November 21, 2018

Garden diaries

Caroline’s Garden Diaries 7 February 2017: Summer in the city

It’s disorienting, literally, to go from one season to another in just a day (a very long day spent sitting in a large metal box in the sky). This time, I’ve gone from frosty winter in Sand Hutton, with snowdrops just getting going and one crocus in bud, to boiling hot summer in Sydney with deafening sound of cicadas but pretty frangipani in flower on every street corner.

When we started these regular visits to Australia in 2006, I was quite homesick; we’d left the English countryside in full summer when swallows were cruising the fields of waving barley, to swap it for winter, with dark evenings, and hideous bird squawks (couldn’t call it song). Thinking about the experience some ten years on, I realize that for me, familiarity with native flora is an important part of feeling at home. The very first time I was here, in 1991, driving away from the airport, I did not recognize a single flower, apart from ones we grow in England as tender house-plants but here in Oz grow as trees.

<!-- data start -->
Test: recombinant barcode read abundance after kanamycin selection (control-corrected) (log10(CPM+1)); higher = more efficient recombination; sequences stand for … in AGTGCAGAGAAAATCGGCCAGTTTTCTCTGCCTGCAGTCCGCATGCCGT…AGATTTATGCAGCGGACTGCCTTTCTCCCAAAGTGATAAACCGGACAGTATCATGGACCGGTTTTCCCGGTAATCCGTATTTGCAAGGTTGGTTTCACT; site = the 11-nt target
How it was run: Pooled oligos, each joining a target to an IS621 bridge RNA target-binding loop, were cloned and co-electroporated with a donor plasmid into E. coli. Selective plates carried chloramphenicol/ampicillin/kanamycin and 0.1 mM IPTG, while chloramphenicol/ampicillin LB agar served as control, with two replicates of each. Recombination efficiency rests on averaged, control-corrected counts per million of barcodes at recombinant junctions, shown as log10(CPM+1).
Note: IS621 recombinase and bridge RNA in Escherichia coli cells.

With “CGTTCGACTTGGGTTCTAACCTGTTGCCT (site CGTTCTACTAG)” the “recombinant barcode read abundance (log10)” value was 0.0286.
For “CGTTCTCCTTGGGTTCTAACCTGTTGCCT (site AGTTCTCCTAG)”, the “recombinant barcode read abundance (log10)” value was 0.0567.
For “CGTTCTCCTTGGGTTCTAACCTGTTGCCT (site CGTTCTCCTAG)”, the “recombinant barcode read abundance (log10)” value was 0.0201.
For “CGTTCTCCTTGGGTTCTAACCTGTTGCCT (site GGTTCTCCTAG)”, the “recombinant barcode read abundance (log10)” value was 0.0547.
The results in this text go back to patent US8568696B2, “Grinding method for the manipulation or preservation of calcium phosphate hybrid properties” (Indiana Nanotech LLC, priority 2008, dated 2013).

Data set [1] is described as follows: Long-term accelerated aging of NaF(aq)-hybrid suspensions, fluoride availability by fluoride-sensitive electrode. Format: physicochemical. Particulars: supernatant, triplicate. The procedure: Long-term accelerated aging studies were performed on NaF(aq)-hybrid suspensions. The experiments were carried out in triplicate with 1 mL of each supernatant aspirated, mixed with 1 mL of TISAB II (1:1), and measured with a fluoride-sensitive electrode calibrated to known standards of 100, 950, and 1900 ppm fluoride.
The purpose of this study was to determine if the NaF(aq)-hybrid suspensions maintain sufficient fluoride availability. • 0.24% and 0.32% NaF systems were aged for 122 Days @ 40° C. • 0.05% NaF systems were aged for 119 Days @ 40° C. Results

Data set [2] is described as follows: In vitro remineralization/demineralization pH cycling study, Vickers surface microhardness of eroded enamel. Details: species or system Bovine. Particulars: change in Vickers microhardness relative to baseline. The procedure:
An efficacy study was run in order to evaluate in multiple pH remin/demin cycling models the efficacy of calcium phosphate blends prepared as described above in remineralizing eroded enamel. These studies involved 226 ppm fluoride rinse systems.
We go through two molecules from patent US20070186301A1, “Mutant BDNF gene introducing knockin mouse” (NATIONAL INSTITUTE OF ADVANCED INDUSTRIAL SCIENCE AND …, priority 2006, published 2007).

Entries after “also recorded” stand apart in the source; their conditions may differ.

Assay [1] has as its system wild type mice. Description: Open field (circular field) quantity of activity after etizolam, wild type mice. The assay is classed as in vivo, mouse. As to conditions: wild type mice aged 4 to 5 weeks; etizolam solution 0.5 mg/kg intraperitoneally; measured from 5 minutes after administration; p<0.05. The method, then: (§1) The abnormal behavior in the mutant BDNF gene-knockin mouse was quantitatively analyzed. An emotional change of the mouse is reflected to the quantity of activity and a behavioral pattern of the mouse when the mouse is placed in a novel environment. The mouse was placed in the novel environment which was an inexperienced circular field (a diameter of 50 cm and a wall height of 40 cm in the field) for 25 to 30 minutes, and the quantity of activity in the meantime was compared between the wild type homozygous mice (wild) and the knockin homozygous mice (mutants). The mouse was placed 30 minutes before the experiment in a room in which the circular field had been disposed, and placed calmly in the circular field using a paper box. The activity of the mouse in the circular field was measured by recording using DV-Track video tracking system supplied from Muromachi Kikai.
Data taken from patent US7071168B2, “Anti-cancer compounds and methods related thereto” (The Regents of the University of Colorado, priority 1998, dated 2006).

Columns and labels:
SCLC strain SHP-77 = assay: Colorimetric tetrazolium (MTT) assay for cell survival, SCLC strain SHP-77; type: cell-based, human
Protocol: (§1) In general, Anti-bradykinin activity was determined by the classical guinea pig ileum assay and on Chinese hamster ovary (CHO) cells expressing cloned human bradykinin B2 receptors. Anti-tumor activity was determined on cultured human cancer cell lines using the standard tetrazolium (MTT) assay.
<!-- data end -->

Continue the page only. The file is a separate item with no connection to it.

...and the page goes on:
One plant I’ve got to know and love is Lagerstroemia indica, and it’s the seasonal change that led me to it. We were here last July, winter in the city, when during my daily walk up to the shops, I began to notice how beautiful were the bare trunks of a small tree growing as a street tree. I’d also noticed that there was a keen gardener living next to it, so I asked him its name. Nice man, who said in Aussie accent that it was “crap myrtle”; I found it on Google as “crepe myrtle”, said to be very popular for marvellous summer-flowering. Now here in February, I can see why.


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